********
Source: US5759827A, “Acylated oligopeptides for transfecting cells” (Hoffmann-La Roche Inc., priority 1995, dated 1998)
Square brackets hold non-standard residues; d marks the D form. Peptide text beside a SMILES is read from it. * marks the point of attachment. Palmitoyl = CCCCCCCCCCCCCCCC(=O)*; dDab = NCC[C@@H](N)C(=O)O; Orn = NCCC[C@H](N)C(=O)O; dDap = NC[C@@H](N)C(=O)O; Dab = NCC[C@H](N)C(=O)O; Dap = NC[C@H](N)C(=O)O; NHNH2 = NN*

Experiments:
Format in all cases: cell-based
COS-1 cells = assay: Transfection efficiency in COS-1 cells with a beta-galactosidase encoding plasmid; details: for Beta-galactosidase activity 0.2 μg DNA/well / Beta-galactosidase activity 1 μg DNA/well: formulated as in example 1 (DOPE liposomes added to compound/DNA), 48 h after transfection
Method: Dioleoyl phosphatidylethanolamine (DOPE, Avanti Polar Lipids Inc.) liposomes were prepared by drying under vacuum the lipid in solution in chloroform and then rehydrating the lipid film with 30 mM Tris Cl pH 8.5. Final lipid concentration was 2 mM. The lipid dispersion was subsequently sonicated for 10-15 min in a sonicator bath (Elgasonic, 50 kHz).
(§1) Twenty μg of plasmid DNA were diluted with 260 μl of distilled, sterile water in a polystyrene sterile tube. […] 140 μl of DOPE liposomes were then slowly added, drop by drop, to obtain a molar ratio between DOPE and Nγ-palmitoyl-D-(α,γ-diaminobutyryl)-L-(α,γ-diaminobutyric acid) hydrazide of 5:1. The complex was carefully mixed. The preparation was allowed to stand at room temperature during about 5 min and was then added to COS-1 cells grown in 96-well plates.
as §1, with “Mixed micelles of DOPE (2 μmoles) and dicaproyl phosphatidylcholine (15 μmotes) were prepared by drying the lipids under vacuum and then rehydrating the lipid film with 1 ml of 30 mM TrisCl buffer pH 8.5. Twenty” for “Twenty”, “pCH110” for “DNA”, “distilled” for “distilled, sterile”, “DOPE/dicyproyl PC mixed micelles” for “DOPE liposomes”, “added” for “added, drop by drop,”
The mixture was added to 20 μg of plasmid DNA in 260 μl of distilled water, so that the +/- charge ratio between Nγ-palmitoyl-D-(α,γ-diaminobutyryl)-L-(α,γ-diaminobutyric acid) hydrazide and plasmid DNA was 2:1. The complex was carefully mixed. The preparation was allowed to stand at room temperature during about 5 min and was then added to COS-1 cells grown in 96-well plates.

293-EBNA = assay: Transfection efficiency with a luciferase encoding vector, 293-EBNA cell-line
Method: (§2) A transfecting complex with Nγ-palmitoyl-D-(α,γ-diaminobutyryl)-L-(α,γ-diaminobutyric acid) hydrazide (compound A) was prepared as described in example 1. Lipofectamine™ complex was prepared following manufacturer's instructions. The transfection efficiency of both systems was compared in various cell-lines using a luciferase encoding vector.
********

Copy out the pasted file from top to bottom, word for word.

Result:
Source: US5759827A, “Acylated oligopeptides for transfecting cells” (Hoffmann-La Roche Inc., priority 1995, dated 1998)
Square brackets hold non-standard residues; d marks the D form. Peptide text beside a SMILES is read from it. * marks the point of attachment. Palmitoyl = CCCCCCCCCCCCCCCC(=O)*; dDab = NCC[C@@H](N)C(=O)O; Orn = NCCC[C@H](N)C(=O)O; dDap = NC[C@@H](N)C(=O)O; Dab = NCC[C@H](N)C(=O)O; Dap = NC[C@H](N)C(=O)O; NHNH2 = NN*

Experiments:
Format in all cases: cell-based
COS-1 cells = assay: Transfection efficiency in COS-1 cells with a beta-galactosidase encoding plasmid; details: for Beta-galactosidase activity 0.2 μg DNA/well / Beta-galactosidase activity 1 μg DNA/well: formulated as in example 1 (DOPE liposomes added to compound/DNA), 48 h after transfection
Method: Dioleoyl phosphatidylethanolamine (DOPE, Avanti Polar Lipids Inc.) liposomes were prepared by drying under vacuum the lipid in solution in chloroform and then rehydrating the lipid film with 30 mM Tris Cl pH 8.5. Final lipid concentration was 2 mM. The lipid dispersion was subsequently sonicated for 10-15 min in a sonicator bath (Elgasonic, 50 kHz).
(§1) Twenty μg of plasmid DNA were diluted with 260 μl of distilled, sterile water in a polystyrene sterile tube. […] 140 μl of DOPE liposomes were then slowly added, drop by drop, to obtain a molar ratio between DOPE and Nγ-palmitoyl-D-(α,γ-diaminobutyryl)-L-(α,γ-diaminobutyric acid) hydrazide of 5:1. The complex was carefully mixed. The preparation was allowed to stand at room temperature during about 5 min and was then added to COS-1 cells grown in 96-well plates.
as §1, with “Mixed micelles of DOPE (2 μmoles) and dicaproyl phosphatidylcholine (15 μmotes) were prepared by drying the lipids under vacuum and then rehydrating the lipid film with 1 ml of 30 mM TrisCl buffer pH 8.5. Twenty” for “Twenty”, “pCH110” for “DNA”, “distilled” for “distilled, sterile”, “DOPE/dicyproyl PC mixed micelles” for “DOPE liposomes”, “added” for “added, drop by drop,”
The mixture was added to 20 μg of plasmid DNA in 260 μl of distilled water, so that the +/- charge ratio between Nγ-palmitoyl-D-(α,γ-diaminobutyryl)-L-(α,γ-diaminobutyric acid) hydrazide and plasmid DNA was 2:1. The complex was carefully mixed. The preparation was allowed to stand at room temperature during about 5 min and was then added to COS-1 cells grown in 96-well plates.

293-EBNA = assay: Transfection efficiency with a luciferase encoding vector, 293-EBNA cell-line
Method: (§2) A transfecting complex with Nγ-palmitoyl-D-(α,γ-diaminobutyryl)-L-(α,γ-diaminobutyric acid) hydrazide (compound A) was prepared as described in example 1. Lipofectamine™ complex was prepared following manufacturer's instructions. The transfection efficiency of both systems was compared in various cell-lines using a luciferase encoding vector.